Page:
Essays:

    Ralph Waldo Emerson’s “Self-Reliance” essay

    Elizabeth Cady Stanton’s “The Solitude of Self”

    Martin Luther King Jr.’s “Letter from Birmingham Jail”

    Excerpts from The Federalist Papers

    John Donne’s Meditation 17

    Jonathan Swift’s A Modest Proposal

    Court Cases

    Hazelwood SD v. Kuhlmeier

    Tinker v. Des Moines ICSD

    West Virginia BOE v. Barnette

    Bethel SD #403 v. Fraser

    Classwork

    Socratic Seminars: Court Cases, The Things They Carried, Walden, Mango Street

    AP Synthesis Essays

    AP Multiple Choice

    Reading Exam

    Thoreau AP Questions

    SOAPStone “A Modest Proposal”

    Persuasion Presentation: Urban Legends and Conspiracy Theories

    Textbooks:

    Rhetorical Devices: Devices 16-33

    Style Book

    The Elements of Style by Strunk and White

     

    Weeks 11-16

     

    Extended Research Project This will be the student’s largest paper of the year and will be a synthesis of a substantial number of sources.  Students will workshop their papers in peer groups and will read a number of model essays.

     

    AP Test Prep: Essay Writing Project

    Students will write two timed in-class essays per week for three(ish) weeks to prepare for the time constraints of the AP Language exam.  The final week of this project consists of editing and improving an essay of the student’s choosing for re-submission.

     

     

    Anchor Texts:

    Independent Reading

    Essays

    Machiavelli’s The Prince

    Malcolm Gladwell’s “Examined Life”

    Classwork

    Research/Synthesis Paper

    Independent Reading Projects

    Advertisement Analysis

    Rhetorical Device Test

    SOAPStone: Gladwell, Machiavelli

    AP Multiple choice

    AP Analysis Essay

    Final Exam

     

     

    1. Materials Needed (not provided by the school)
    • A three-ring binder for class notebook
    • Dividers for binder
    • Pens (black or blue ink plus a red pen for correcting), pencils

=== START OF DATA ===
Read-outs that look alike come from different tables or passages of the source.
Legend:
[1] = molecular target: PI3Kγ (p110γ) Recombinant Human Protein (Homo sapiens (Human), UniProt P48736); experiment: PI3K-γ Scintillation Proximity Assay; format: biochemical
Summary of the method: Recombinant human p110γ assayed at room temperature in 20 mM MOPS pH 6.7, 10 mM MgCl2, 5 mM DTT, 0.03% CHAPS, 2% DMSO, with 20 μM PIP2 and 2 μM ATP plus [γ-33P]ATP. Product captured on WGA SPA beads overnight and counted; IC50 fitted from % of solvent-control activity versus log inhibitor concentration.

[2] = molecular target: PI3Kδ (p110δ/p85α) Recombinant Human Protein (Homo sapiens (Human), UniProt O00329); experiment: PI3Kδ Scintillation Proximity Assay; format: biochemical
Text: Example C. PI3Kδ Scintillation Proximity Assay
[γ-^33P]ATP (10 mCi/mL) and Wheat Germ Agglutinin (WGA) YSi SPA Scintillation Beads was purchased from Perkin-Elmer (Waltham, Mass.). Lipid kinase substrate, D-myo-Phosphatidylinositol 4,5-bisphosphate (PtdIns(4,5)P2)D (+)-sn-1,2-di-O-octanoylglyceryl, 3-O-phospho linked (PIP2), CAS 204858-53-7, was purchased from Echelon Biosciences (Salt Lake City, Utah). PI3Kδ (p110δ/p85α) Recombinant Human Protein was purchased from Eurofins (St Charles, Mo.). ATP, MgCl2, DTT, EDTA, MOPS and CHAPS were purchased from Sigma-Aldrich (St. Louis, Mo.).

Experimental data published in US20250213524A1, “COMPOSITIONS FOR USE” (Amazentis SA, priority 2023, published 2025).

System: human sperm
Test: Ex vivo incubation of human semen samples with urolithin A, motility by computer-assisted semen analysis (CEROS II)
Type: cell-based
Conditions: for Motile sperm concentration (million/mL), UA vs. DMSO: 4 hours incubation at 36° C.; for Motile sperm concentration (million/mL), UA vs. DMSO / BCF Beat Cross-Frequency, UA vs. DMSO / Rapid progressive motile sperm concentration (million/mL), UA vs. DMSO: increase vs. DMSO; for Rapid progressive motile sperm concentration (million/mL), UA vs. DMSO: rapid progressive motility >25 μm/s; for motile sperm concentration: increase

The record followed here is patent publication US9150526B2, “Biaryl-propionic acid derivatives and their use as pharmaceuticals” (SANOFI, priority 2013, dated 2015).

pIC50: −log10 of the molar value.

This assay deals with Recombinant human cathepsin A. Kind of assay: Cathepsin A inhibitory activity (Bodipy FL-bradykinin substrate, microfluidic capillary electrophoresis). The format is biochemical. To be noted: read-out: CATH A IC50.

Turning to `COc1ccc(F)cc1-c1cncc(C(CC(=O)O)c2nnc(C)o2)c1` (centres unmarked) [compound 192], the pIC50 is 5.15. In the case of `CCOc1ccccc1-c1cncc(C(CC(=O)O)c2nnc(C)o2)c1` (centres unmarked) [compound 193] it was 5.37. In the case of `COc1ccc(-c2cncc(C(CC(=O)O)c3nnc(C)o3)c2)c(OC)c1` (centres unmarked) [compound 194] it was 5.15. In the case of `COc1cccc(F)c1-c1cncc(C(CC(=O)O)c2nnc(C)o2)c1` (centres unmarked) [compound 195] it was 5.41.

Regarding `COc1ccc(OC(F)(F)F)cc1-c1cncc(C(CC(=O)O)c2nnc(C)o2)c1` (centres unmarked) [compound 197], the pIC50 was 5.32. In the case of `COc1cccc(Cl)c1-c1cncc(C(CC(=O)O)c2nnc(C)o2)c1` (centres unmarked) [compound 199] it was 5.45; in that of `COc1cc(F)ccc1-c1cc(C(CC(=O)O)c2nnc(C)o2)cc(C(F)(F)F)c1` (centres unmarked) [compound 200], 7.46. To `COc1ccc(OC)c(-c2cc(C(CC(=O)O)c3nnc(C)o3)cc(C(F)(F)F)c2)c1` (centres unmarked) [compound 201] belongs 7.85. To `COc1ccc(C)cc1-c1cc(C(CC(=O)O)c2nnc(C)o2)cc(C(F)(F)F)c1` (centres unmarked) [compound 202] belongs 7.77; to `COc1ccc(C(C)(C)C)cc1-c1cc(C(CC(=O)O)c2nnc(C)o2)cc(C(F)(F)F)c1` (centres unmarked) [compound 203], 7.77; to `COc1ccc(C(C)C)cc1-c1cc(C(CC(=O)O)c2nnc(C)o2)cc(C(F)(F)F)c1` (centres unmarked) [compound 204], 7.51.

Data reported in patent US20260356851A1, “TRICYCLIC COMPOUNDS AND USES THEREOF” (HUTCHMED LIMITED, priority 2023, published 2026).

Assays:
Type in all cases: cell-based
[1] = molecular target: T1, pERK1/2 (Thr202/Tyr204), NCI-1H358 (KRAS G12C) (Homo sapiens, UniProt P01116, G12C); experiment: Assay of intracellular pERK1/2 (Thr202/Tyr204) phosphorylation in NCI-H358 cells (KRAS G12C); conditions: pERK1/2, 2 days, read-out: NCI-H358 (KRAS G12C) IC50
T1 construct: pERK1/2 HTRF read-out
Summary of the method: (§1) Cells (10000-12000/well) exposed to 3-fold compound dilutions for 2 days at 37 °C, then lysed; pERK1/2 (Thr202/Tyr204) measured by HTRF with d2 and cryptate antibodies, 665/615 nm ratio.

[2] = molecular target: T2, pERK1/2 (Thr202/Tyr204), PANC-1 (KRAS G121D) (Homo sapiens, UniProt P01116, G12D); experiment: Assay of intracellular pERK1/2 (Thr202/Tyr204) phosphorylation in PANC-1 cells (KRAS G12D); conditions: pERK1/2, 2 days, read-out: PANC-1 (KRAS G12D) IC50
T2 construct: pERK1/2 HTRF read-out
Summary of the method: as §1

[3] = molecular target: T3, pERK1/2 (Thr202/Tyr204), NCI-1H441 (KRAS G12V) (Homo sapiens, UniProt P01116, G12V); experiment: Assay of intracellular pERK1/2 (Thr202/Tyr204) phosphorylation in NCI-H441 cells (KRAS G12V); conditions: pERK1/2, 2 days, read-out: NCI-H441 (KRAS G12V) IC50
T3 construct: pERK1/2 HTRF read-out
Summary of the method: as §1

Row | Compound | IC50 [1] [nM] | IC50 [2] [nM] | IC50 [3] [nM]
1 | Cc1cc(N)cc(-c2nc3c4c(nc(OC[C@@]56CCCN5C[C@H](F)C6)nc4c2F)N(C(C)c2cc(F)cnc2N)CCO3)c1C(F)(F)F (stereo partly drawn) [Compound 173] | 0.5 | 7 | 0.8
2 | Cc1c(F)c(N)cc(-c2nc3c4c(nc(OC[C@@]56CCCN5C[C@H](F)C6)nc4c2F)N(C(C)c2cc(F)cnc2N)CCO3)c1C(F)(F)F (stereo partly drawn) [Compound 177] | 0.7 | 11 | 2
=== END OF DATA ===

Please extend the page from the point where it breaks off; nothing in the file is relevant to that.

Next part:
• Highlighters
    • Loose-leaf notebook paper

     

    VII.  Parent Conferences

    I am always glad to meet with parents who have concerns about their student’s progress in my class.  Please contact me via email: crowderzan@harnett.k12.nc.us (preferred) or via telephone: 919-639-6161 x-824 to schedule a time to meet.

     

    VIII.  Classroom Expectations:

     

    • Attendance is critical.  Please try to be in class and on time every day.  Tardy to an AP class is a serious problem.
    • Behavior:  I expect everyone to be treated with respect.  Rhetoric is not about “winning”.  It is about “winning over”. 
    • Missing Work:  ANY missing work will be posted in the grade book as “Missing” and calculated as a zero. For any work missing due to excused absences, students will have five days upon return to turn it in for no penalty.  After five days, ten points will be deducted for each day late with a maximum/minimum assigned grade of 50 for late work.  Any work beyond two weeks late will NOT be accepted.  Unexcused missing work is not to be made up.
    • Academic Honesty:  Students will do their own work. Period.  Any student caught or suspected of cheating will receive a zero/cheat for that assignment.  I will call parents upon the very first offense.  Second offense will result in a disciplinary referral.  Blatant plagiarism, downloading essays from the internet and copying another student’s homework or essays are all considered cheating.  Challenge yourself and do it on your own! 
    • Organization:  Organization is the key to success in this class.  All students are required to keep a notebook with tabs as we have many handouts and assignments that need to be referenced throughout the year.  Students will need a 3 ring binder, tabs, paper, black or blue pens, pencils, and highlighters.